Marine Le Pen blames Macron for dependency on Russian oil
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The French election is approaching as President Emmanuel Macron aims to hold onto power under the challenge of rival Marine Le Pen. Ms Le Pen challenged Mr Macron in 2017, but was beaten comfortably in the second round of voting. This time round, the far-right leader of the National Rally appears to be closer to the presidency as the polls tighten. The latest Ipsos Sopra Steria Cevipof poll for Le Monde newspaper on Wednesday gave Mr Macron a projected vote share of 26.5 percent to Ms Le Pen’s 21.5 percent in the first round of ballots on April 10.
In late March, Mr Macron’s lead was over 10 points, according to the same pollster.
Ms Le Pen will likely make her feelings known on UK politics should she become president of France.
In January 2019, the opposition figure in France said she would support the UK rejoining a “reformed” EU.
Speaking to the Sunday Times, Le Pen said that she regretted “a little” the fact that Britain would not be around to help change the EU from within.
She said: “Britain voted to leave the EU — it did not vote to leave Europe.
“An alliance of European nations will be the future and the UK could come back. The choice should be between leaving and staying in a reformed EU.”
Ms Le Pen also said in the interview that former Prime Minister Theresa May failed to get Brexit done because she was “playing the game of the EU.”
She added: “Money should not be the driver of everything. We are citizens of somewhere, not citizens of nowhere. We cannot waste this by multiculturalism.
“It is the nation, the nation state. Only the EU cannot see it.”
But Ms Le Pen’s comments in January 2019 are very different to previous comments she has made about Brexit.
She used to be an advocate of ‘Frexit’ – France leaving the EU – and vowed in 2016 to hold a referendum on France’s membership.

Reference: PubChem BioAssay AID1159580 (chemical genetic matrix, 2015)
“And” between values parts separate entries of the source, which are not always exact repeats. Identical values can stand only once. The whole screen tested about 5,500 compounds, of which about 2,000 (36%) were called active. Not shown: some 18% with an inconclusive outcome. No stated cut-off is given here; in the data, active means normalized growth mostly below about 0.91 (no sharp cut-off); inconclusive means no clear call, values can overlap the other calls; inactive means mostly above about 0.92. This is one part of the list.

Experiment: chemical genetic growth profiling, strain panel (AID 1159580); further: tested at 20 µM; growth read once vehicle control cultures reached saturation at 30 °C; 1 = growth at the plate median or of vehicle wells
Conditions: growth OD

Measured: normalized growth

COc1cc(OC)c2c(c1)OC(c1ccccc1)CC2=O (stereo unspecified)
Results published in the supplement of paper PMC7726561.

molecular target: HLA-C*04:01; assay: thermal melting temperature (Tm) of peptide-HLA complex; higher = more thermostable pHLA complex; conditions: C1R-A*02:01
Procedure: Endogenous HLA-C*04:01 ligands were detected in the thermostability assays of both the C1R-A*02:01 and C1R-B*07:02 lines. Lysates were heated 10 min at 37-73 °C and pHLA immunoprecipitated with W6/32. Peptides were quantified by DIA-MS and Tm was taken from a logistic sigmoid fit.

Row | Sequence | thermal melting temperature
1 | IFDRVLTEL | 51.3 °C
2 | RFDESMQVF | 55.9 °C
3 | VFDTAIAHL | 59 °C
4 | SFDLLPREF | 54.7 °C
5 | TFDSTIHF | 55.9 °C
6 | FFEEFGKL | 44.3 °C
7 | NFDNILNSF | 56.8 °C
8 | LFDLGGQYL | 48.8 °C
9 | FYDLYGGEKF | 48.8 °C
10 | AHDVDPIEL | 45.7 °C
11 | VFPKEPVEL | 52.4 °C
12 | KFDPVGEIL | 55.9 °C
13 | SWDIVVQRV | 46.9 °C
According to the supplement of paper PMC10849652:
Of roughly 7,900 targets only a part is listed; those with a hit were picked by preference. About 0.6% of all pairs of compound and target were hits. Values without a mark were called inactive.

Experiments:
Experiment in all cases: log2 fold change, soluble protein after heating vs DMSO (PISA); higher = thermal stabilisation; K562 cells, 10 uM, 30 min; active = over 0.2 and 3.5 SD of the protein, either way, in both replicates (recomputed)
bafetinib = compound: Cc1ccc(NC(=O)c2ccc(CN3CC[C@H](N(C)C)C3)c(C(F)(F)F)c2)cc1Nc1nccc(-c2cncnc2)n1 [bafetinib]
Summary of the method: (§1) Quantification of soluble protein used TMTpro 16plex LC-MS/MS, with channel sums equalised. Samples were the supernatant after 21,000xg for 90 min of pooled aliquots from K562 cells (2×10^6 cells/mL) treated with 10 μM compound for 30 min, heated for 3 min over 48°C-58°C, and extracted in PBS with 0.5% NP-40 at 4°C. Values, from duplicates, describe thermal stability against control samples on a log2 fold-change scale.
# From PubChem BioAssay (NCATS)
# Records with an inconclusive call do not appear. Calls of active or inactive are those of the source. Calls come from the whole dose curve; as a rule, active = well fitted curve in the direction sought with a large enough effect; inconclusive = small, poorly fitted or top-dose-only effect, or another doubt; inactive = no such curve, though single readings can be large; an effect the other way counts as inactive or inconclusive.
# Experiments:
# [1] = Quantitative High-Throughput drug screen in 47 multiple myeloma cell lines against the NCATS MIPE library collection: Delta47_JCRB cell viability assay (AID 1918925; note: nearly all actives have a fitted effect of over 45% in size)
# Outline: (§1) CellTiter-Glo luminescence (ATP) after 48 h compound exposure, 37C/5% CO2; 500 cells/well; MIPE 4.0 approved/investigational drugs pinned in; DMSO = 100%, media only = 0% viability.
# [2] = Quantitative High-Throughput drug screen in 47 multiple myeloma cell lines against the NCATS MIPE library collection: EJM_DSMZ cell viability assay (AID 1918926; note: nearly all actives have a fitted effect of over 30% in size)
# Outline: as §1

The far-right figure then told Nigel Farage in a 2017 interview that the UK had shown leaving the bloc was possible.
She said: “We had been told that it was not possible to leave the EU, and the UK has just demonstrated that, when the people want it, we can set up the conditions to exit the EU. So thank you for showing us the way out of this huge prison.”
Ms Le Pen added that she felt a “sense of relief” after the Brexit vote.
However, after losing the 2017 French election, Ms Le Pen ditched calls for a ‘Frexit’ referendum.
In February 2020, she told Euronews: “Maybe Great Britain can rejoin us once we’ve built something where each nation conserves their freedom.
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“[Brexit] still took three years … there was a real contempt for the people on the part of leaders of the European Union who barely hid wanting to make the divorce as difficult as possible.”
President Macron has been more consistent on Brexit, criticising it from the outset.
In fact, just last week, Mr Macron used Brexit to warn the French population he isn’t guaranteed to win the upcoming election.
He said: “Look at what happened with Brexit, and so many other elections: what looked improbable actually happened. Nothing is impossible.
“The danger of extremism has reached new heights because, in recent months and years, hatred, alternative truths have been normalised.
“We have got used to see on TV shows antisemitic and racist authors.”
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